The late Stiv Bators is equally well known for his leadership stints in pioneering rust belt punks The Dead Boys and trans-oceanic glam/goths Lords of the New Church, but in between those bands, Bators briefly attempted a career as a pop singer, more or less in the “Paisley Underground” vein.
Was every L.A. rocker issued a Rickenbacker back then?
That effort began in 1979, when he recorded a remake of the garage-pop gem “It’s Cold Outside” as a single for Bomp Records. This choice may have been an overt nod to Bators’ Northeast Ohio roots - the song was written and originally recorded by The Choir, a precociously popular band of Cleveland teenagers who would go on to form the much more successful Raspberries in 1970. Check out Bators’ version and compare with the original.
Stiv Bators - “It’s Cold Outside”
The Choir - “It’s Cold Outside”
Stiv positively nailed the song, did he not? The sound is as far from The Dead Boys’ tuneless glory as it is from the Lords’ preening Batcaveisms, but still, he was really great at it. This poppier phase, though brief, lasted long enough for him to make the album Disconnected, also on Bomp. Though it leans a hair more towards punk rawness than the single’s overtly jangly pop-psych, Bators continued to prove his mettle as an interpreter of garage classics with a fantastic cover of the Electric Prunes’ “I Had Too Much To Dream Last Night.”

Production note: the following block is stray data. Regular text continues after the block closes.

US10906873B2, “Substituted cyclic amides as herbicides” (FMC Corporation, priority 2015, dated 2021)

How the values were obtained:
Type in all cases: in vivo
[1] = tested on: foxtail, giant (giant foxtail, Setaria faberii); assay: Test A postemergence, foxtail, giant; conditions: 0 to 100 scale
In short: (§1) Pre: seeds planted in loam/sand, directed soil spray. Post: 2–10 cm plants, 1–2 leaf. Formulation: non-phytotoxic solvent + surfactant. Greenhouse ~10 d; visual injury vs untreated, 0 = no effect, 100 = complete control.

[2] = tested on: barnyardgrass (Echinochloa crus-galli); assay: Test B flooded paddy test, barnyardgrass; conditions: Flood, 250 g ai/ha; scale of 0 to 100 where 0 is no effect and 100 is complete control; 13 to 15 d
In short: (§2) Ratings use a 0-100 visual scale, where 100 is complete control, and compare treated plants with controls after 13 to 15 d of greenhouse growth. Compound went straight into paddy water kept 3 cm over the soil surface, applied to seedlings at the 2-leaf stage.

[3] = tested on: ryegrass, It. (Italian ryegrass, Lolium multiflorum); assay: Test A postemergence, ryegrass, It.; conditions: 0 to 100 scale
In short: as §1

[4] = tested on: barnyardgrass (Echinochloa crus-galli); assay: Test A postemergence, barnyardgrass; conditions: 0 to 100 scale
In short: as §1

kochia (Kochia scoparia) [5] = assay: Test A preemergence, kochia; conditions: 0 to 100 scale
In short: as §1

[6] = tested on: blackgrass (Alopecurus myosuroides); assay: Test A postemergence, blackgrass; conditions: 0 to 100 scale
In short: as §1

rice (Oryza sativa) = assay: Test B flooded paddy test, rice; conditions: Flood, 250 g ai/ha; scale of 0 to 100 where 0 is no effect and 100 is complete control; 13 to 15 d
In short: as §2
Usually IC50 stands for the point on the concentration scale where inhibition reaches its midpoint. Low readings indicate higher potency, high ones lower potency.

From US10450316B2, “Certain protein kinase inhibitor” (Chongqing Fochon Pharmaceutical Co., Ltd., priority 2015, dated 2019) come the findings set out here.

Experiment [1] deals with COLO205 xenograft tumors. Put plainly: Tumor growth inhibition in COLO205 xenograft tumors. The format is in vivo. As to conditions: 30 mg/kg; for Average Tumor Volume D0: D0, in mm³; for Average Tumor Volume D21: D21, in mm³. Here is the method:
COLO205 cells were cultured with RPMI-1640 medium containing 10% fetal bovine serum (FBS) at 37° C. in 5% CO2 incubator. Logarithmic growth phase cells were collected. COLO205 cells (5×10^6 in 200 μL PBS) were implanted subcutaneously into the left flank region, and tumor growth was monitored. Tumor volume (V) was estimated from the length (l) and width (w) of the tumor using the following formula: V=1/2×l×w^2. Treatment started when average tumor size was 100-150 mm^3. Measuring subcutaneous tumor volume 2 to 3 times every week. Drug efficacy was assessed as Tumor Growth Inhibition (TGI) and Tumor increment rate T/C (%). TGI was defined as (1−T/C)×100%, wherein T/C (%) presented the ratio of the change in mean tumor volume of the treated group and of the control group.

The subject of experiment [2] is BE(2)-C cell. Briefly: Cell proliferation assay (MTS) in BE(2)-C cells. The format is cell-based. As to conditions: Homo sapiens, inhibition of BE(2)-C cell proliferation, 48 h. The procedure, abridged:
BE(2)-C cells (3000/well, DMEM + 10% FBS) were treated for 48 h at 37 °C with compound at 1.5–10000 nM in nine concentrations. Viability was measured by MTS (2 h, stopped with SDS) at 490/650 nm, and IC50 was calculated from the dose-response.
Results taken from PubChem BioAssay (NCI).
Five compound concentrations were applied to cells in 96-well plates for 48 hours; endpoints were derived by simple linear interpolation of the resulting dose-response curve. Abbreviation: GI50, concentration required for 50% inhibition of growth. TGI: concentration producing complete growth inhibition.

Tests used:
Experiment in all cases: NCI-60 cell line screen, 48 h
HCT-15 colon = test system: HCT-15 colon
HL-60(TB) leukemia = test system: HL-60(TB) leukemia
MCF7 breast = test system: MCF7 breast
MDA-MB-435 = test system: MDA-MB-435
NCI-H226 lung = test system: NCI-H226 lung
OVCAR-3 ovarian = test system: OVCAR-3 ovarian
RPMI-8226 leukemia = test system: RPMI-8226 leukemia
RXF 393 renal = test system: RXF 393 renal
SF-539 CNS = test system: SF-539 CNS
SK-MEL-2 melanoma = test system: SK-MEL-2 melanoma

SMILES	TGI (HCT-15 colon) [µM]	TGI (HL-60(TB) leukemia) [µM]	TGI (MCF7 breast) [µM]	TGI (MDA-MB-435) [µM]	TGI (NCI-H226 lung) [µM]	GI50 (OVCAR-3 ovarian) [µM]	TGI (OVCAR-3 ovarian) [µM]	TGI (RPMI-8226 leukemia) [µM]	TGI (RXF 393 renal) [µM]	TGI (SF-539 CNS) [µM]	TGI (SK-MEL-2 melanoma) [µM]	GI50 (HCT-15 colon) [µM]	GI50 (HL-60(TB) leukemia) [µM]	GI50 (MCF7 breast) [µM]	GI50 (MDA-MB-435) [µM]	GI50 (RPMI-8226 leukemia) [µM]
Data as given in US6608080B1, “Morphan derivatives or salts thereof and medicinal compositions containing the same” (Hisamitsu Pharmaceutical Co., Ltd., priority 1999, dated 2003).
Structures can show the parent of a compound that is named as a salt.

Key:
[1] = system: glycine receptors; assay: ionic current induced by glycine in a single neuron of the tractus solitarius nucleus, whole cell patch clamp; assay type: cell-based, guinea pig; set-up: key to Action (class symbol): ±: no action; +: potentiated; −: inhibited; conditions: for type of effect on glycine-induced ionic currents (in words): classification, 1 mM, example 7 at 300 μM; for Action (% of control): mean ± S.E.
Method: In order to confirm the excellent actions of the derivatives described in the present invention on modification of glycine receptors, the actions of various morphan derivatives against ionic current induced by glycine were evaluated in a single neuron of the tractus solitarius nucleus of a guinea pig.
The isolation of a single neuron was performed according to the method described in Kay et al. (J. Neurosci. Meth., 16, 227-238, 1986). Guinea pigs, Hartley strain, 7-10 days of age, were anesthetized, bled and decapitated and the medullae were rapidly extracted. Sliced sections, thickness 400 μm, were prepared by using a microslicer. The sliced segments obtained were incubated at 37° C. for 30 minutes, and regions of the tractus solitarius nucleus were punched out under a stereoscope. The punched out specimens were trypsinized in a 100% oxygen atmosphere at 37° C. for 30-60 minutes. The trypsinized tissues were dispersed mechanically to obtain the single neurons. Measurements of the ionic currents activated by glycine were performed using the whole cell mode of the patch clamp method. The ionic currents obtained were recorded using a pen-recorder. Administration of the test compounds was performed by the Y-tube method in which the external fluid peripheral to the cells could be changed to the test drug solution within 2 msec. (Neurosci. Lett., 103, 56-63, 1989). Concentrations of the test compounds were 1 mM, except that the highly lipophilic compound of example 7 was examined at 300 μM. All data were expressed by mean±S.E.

Stiv Bators - “I Had Too Much to Dream Last Night”
The entire album is worth a listen. Much of it was written by Blue Ash refugee Frank Secich, and it comprises some of Bators’ most accessible work, including great tracks like “A Million Miles Away” (not the contemporary Plimsouls song) and “I Wanna Forget You (Just The Way You Are).” And while you’re listening, get a load of this review of the LP comparing Bators to Tom Petty!
Stiv Bators, Disconnected, full LP
Bonus: enjoy “Stiv-TV,” a wonderful full-length interview from 1986.